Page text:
Review of Wa Cafe, Galway – Published Food & Wine Magazine, September 2017

Wa Café
13 New Dock Street


We visited Wa Café early one Sunday and found it dark, shuttered and empty – the Marie-Celeste of Asian cuisine. Having strolled down to the docks, we returned five minutes later to a bustling restaurant, noisy with sizzling pans, enquiring customers and a ringing till. How they managed this magic, we’ll never know, but we quickly stepped inside, eager to see what other spells they could cast from the kitchen.
The menu covers all the basics: sushi, nigiri, bento boxes and a handful of a la carte options. The daily blackboard appealed, and after a bit of dithering, we started with the house special: hane-tsuki gyoza (€12.50), a playful twist on the traditional dumpling, with a paper-thin layer of dough spread out like a golden wing, protecting the pot-stickers beneath. They were generously filled with ground pork and an invigorating kick of fresh ginger.
Meanwhile, my companion tucked into assorted sushi (€11.00), which proved a remarkable marriage of fresh Irish produce and skilled Japanese cooking. The nigiri in particular took us on a tour of Galway’s culinary riches: Achill Island smoked mackerel, organic Atlantic salmon, and delicate, blush-pink tuna, all sourced from Gannet Fishmongers. A favourite among the maki was the buttery soft salmon and creamy avocado, encased in sticky white rice and rolled in ink-black nori.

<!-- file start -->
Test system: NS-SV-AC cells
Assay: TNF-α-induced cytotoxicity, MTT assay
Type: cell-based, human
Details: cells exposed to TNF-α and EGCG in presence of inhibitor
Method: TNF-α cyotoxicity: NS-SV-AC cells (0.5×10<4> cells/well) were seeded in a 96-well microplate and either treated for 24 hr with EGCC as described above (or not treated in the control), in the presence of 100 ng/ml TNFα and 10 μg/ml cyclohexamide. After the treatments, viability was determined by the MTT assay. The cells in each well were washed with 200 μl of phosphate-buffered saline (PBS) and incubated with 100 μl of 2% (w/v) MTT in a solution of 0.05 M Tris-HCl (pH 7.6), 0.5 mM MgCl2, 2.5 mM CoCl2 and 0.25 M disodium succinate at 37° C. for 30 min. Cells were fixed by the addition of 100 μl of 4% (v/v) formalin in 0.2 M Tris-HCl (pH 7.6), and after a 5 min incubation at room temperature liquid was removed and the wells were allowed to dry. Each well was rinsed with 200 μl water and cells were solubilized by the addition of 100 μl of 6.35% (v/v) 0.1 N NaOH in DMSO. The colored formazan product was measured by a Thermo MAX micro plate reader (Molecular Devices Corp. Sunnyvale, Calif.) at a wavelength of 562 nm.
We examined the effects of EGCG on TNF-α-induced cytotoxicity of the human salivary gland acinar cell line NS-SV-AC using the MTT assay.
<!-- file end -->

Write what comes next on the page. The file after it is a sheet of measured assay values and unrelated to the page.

We tackled the teriyaki beef don together, digging our forks into a prettily patterned plate of thinly-sliced beef and garlic rice, smattered with fresh leaves, Japanese chilli and corn-coloured sesame seeds (€15). The slightly dry dish was boosted by plump, juicy shitakes, which sang with an earthy, satisfying flavour. My bottle of Asahi Super Dry (€6.80) was ideal for the rich, umami notes of our meal: full-bodied but refreshingly dry, subtly reminiscent of its rice origins. My dining partner opted for a Kirin Ichiban (€4.50), and enjoyed the more traditional, malt-based taste.
Remembering my earlier indecision, our server offered me a taste of the organic torched salmon special. This was a thoughtful gesture, demonstrating a certain pride in the kitchen’s abilities, a confidence justified by the intense contrast between the achingly fresh salmon and its charred, silvery skin, bolstered by an elegant droplet of hot sauce.
Before finishing up, I chanced a buckwheat tea (€2.50), intrigued by its promise to ‘improve circulation, diet and skin’. The scent reminded me of draining soba noodles, but I fought past my hesitancy and was rewarded with a deceptively subtle flavour, and a warming, comforting sensation.
Chef-owner Yoshimi Hayakawa started out plying her trade at Galway market, where she still showcases her skills at the weekends. She prides herself on food that is ‘locally sourced and cooked in Japanese traditional way’. It’s a simple mantra, but one which they have mastered, using the best of both cultures. Magic, indeed.

Open: Every day, see website for times
We loved the simple, pared-back surroundings, intriguing specials and authentic food
We spent €55.30 on a selection of dishes, with two beers and a tea

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